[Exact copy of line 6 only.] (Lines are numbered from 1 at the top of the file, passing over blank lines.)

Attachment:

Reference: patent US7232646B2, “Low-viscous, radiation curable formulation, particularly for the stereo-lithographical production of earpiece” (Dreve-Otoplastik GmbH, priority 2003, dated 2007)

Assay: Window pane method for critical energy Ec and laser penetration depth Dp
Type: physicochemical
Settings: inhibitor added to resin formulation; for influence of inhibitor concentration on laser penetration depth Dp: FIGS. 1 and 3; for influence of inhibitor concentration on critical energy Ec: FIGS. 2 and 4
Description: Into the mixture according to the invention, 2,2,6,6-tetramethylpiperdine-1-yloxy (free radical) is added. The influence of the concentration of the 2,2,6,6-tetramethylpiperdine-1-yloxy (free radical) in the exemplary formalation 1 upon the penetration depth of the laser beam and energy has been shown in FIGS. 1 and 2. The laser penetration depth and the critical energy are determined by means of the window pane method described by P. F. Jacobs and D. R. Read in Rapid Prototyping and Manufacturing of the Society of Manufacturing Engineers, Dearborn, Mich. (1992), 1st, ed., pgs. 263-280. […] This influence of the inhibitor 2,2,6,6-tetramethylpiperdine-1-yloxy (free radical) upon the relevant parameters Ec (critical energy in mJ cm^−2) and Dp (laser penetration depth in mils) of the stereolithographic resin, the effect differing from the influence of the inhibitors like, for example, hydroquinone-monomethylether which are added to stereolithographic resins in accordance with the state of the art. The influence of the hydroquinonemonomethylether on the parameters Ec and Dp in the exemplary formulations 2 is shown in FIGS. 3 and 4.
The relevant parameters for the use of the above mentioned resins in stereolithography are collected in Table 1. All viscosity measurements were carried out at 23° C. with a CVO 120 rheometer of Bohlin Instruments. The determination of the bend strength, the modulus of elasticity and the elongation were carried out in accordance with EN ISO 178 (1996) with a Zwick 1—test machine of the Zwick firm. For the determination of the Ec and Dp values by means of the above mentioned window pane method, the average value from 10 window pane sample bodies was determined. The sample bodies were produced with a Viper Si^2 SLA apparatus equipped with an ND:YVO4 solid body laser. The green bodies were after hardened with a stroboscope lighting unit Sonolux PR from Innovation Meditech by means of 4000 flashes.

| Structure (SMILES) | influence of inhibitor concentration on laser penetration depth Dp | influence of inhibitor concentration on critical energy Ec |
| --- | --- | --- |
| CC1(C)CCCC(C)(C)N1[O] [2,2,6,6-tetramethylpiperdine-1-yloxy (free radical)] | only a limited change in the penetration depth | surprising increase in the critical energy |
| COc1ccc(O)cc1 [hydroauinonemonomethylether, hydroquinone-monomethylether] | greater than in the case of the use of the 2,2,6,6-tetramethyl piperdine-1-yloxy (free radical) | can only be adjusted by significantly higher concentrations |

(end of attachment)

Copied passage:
The relevant parameters for the use of the above mentioned resins in stereolithography are collected in Table 1. All viscosity measurements were carried out at 23° C. with a CVO 120 rheometer of Bohlin Instruments. The determination of the bend strength, the modulus of elasticity and the elongation were carried out in accordance with EN ISO 178 (1996) with a Zwick 1—test machine of the Zwick firm. For the determination of the Ec and Dp values by means of the above mentioned window pane method, the average value from 10 window pane sample bodies was determined. The sample bodies were produced with a Viper Si^2 SLA apparatus equipped with an ND:YVO4 solid body laser. The green bodies were after hardened with a stroboscope lighting unit Sonolux PR from Innovation Meditech by means of 4000 flashes.